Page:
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Region considers two possible routes for Métro Nord in more detail

Region considers two possible routes for Métro Nord in more detail

2014-01-16 – The Brussels Regional Government has reduced the three options for Métro Nord to two basic routes which are undergoing more detailed analysis. “It is important for Métro Nord to pass through the most populated districts, so that as many people as possible can make use of it,” said the Minister of Transport and the Secretary of State for Mobility.

This extension of the Brussels metro in the direction of Schaerbeek and Evere is essential to meet the growing demand for public transport between the centre of Brussels and the north of the Region.

Choice of route

The socio-economic feasibility study had analysed three possible routes: “Schaerbeek dense”, “Schaerbeek railway station” and “Louis Bertrand”. It came out in favour of the “Schaerbeek dense” route, which has the highest potential in terms of passenger numbers and modal shift. This is thus the route offering the best mobility solution, and the Brussels Government therefore threw its support behind the “Schaerbeek dense” route from February 2013.

In a subsequent study phase, the Brussels Government decided in September 2013 to examine three variants of the “Schaerbeek dense” route in more detail.

The Government has today moved ahead to the next step, reducing these three variants to two:

  • Variant A via Liedts, Collignon, Waelhem 2, Helmet, Paix and Bordet;
  • Variant B via Liedts, Collignon, Waelhem 2, Riga, Tilleul, Paix and Bordet.

This decision has been taken by the Government on the basis of two criteria. The first criterion is that the route must serve as many critical points as possible where roads intersect, i.e. at points of convergence: Liedts, Collignon, Verboeckhoven and Helmet. The second criterion is that the route must be a credible alternative to tram line 55, which will ultimately disappear.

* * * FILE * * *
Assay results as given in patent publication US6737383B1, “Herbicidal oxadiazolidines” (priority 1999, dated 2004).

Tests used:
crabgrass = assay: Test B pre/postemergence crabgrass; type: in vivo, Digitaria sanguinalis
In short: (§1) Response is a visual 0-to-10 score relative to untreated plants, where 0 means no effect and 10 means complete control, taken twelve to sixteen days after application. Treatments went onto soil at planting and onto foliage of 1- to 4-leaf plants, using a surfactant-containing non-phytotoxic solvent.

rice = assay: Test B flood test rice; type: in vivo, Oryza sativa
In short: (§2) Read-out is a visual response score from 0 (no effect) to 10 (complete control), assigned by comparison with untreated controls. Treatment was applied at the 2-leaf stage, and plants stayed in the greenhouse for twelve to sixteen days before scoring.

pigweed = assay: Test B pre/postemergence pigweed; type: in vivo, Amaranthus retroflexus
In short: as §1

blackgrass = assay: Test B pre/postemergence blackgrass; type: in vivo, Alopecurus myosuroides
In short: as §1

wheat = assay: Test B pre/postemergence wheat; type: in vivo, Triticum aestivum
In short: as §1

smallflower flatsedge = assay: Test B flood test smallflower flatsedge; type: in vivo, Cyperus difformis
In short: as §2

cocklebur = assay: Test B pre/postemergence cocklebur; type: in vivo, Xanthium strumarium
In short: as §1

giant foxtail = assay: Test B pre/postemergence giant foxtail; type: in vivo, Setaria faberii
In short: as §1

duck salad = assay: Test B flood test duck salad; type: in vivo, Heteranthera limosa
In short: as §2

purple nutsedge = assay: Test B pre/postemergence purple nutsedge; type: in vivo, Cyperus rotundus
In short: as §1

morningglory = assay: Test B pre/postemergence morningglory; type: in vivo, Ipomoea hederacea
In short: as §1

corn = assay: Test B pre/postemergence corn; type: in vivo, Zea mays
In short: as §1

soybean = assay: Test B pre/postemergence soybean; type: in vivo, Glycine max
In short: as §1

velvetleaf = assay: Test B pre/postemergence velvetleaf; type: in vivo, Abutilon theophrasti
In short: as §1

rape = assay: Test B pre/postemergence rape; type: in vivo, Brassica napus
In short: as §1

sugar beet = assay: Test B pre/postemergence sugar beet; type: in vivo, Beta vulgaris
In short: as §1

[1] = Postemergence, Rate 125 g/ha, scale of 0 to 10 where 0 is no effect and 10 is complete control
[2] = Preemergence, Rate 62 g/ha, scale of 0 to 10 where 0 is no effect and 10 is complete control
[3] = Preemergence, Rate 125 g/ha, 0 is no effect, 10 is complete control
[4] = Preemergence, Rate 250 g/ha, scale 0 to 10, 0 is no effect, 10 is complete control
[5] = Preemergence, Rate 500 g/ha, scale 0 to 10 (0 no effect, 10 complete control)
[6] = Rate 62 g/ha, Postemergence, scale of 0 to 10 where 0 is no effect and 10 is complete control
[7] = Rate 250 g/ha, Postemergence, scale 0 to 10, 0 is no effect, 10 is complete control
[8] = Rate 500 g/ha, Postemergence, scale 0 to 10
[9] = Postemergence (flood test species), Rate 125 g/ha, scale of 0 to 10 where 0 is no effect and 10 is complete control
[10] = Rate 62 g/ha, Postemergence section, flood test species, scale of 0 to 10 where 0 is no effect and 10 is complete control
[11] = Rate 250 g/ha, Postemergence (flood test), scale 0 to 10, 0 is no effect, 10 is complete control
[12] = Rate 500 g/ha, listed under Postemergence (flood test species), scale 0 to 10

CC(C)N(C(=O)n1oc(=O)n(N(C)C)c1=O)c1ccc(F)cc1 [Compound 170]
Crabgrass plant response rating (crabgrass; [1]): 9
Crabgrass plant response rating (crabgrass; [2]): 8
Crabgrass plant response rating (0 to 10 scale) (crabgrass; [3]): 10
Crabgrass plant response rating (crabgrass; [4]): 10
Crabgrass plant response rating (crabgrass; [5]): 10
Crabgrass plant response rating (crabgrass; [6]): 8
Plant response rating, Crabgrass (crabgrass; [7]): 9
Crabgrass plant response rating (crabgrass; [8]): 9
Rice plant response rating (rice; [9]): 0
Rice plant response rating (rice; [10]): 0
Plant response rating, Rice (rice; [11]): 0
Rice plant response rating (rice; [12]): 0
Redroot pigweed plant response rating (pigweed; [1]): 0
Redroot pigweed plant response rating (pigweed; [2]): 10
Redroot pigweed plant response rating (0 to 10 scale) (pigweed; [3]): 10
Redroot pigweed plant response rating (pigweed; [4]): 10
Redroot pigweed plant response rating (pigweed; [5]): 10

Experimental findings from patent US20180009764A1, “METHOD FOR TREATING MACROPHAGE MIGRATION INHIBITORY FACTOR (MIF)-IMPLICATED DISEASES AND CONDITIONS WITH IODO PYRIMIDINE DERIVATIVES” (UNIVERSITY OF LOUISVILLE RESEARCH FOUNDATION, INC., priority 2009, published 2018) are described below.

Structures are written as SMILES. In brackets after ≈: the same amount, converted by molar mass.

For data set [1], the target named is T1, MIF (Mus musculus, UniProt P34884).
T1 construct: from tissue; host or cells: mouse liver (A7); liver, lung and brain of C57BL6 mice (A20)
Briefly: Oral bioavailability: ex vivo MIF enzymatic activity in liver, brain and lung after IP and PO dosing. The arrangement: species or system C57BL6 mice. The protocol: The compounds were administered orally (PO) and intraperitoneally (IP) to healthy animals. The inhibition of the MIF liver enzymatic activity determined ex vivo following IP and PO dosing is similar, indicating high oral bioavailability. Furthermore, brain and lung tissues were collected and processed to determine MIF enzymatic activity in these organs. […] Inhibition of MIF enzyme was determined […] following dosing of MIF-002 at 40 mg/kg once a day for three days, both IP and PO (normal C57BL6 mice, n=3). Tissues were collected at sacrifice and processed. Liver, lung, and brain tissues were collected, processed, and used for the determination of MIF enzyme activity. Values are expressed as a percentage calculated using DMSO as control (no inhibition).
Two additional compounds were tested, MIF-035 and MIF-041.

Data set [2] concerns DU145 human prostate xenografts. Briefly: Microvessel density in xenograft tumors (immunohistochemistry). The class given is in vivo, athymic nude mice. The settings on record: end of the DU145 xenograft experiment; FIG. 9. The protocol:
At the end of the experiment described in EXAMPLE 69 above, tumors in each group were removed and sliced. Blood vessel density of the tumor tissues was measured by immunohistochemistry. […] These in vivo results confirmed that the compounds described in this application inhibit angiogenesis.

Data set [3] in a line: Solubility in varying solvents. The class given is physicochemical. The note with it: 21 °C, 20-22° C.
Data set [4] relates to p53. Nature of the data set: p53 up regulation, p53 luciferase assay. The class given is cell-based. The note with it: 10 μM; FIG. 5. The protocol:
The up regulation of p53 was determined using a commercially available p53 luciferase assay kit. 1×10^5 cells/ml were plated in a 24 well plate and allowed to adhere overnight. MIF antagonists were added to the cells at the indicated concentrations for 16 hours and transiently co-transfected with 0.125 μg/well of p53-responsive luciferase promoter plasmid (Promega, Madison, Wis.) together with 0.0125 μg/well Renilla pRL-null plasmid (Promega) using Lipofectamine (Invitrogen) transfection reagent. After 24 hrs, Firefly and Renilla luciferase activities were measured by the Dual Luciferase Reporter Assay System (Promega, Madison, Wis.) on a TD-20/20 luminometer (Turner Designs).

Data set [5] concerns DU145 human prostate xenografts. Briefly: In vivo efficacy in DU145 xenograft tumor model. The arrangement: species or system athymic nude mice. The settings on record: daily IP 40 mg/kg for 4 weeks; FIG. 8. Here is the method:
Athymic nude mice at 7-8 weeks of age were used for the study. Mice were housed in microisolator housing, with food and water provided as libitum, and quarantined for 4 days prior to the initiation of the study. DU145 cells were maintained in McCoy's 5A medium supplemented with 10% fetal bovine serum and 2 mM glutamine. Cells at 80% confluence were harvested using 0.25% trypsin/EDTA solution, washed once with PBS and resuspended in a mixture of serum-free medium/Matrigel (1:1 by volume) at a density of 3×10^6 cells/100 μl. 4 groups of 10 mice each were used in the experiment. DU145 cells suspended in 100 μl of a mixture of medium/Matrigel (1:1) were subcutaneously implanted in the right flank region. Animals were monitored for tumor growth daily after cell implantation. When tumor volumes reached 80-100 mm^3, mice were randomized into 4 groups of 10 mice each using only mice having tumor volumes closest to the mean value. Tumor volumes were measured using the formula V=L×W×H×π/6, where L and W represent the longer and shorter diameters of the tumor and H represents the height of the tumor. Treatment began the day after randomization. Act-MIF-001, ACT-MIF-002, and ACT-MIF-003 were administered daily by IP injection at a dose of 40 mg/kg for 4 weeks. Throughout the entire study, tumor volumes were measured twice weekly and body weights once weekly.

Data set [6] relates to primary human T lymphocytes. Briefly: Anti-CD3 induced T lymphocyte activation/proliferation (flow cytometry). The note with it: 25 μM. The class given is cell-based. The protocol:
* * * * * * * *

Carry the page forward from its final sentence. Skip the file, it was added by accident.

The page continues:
The other variant (via Paul Vandevelde and Brien) has been dropped because it only served two points of convergence. In addition, it was too far from the current tram line 55 and too close to the current tram line 62. The arrival of Métro Nord will result in the disappearance of tram line 55, whereas tram line 62 will be kept.

Since September, two other issues have also been resolved. At the request of the urban planning agency of Beliris and of the Task Force, the route will pass via Waelhem 2 instead of Rayé and via Paix rather than Oud Kappeleke. It thus includes a connection with the RER and tram networks.


The Brussels Government plans to determine the final route of Métro Nord in spring 2014. It has yet to decide whether, in the Helmet district, the route will be put further north (via Riga) or south (via Helmet).

Work on the technical examination of the project and the preparation of the urban master plan will continue until the end of the year. 2015 and 2016 will be devoted to obtaining the planning and environmental permits, and contracts will then be awarded in 2017, so that construction can begin in 2018. The construction work is estimated to last four years. If everything goes to plan, the first Métro Nord trains should come into use in the course of 2022.